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Past Artwork



Artwork image for A LONGER STORY


A LONGER STORY is a collaborative installation, incorporating a sculptural planter structure with illuminated soft sculptural elements. The project was funded as part of ArtworxTO: Toronto’s Year of Public Art 2021–2022.

This piece is an evolution of Lauren Pirie’s “A Long Story” series of soft-sculptural installations; long, soft arm forms wrapping around and embracing each other and the environments they inhabit. The ArtworxTO version is a collaborative project that imagines the soft sculpture and lighting-based works intertwining with sculptural wooden planter structures, designed by Emma Chorostecki. Limbs made of weatherproof fabric embrace planters and sink into the soil of a sub-irrigated planter system created with community gardens coordinator, Natalie Boustead, and garden mentee, Arjen Karaoglan. These plants include a mix of hearty, bird and pollinator-friendly, native plant species, inspired by the existing local landscape, benefits of access to green space, and embracing opportunities to connect to the earth within the city.

A LONGER STORY incorporates a programmed LED lighting system, installed internally within the soft sculpture, garden beds, and sculptural planters. At sundown, the forms will begin to glow, a metaphorical effect of the energy harnessed by its connection to the more-than-human natural world. The lighting, designed by Philip Aaron Pax, incorporates a spectrum of sunset hues, following a subtle breath pattern to inspire calm, and encourage visitors to pause, take in the surrounding natural environment, and breathe in sync.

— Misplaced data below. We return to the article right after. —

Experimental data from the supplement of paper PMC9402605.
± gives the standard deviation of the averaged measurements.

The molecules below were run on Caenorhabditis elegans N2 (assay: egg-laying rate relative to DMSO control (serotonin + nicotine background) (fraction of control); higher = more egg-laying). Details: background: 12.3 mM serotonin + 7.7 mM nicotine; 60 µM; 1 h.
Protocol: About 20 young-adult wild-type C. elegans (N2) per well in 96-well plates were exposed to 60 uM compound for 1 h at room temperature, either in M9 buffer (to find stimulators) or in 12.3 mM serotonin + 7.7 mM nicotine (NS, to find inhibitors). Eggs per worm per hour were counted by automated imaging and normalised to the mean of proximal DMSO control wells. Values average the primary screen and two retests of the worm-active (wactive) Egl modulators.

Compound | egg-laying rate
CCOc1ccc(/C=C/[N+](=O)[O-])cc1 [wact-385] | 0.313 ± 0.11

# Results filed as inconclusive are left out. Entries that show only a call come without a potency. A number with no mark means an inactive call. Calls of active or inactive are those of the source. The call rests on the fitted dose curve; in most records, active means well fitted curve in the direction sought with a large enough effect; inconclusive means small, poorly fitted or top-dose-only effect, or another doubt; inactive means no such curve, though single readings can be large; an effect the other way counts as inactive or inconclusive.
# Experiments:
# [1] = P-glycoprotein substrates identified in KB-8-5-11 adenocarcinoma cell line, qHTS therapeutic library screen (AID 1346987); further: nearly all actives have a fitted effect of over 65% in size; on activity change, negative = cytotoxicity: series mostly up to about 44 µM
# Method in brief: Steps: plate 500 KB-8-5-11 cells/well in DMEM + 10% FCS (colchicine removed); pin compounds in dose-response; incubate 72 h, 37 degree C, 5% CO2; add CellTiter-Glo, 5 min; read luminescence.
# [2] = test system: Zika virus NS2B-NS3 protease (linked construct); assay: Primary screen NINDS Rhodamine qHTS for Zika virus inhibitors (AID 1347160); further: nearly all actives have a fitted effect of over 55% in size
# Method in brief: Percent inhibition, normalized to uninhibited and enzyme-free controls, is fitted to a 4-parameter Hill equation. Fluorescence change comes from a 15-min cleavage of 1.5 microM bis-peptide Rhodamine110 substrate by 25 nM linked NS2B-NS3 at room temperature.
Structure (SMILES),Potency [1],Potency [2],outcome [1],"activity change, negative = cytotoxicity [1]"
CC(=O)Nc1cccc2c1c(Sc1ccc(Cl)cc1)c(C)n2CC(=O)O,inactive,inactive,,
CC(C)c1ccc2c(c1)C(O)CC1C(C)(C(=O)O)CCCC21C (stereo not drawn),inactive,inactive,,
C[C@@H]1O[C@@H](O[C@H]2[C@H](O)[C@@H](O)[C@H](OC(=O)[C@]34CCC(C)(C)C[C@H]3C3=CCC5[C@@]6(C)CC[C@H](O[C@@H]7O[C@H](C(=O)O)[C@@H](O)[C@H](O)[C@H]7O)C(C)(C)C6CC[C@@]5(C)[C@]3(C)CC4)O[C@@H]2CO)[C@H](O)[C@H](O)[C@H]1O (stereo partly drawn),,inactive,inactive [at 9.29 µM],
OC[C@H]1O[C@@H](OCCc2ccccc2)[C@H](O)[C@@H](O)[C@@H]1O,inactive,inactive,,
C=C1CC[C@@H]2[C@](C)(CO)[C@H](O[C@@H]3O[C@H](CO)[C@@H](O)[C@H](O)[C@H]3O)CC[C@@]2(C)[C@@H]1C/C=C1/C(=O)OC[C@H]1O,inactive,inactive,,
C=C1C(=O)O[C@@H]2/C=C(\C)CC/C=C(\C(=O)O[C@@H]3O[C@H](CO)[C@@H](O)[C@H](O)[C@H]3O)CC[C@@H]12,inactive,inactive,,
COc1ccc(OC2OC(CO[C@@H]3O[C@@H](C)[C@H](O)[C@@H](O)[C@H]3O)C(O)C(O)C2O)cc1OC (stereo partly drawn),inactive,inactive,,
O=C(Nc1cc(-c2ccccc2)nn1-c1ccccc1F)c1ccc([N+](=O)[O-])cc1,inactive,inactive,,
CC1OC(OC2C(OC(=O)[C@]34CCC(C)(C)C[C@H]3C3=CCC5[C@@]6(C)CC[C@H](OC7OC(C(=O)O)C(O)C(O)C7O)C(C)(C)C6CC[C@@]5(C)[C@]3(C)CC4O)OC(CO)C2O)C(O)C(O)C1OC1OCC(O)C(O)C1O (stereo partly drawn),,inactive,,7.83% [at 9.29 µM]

A LONGER STORY seeks to illuminate inherent interconnectedness—between human and human and to our shared environment—and at the same time, a yearning for connection. It is interested in queer ecologies, and the ways in which desires for human connection and physical touch intertwine with desires for physical and spiritual connection to the earth. And, how our willingness to confront our shadows—individually and collectively—can lead to growth and healing. These themes, while timeless, feel especially relevant in our climate of rising temperatures, heightened anxieties, and, recently, physical distance.

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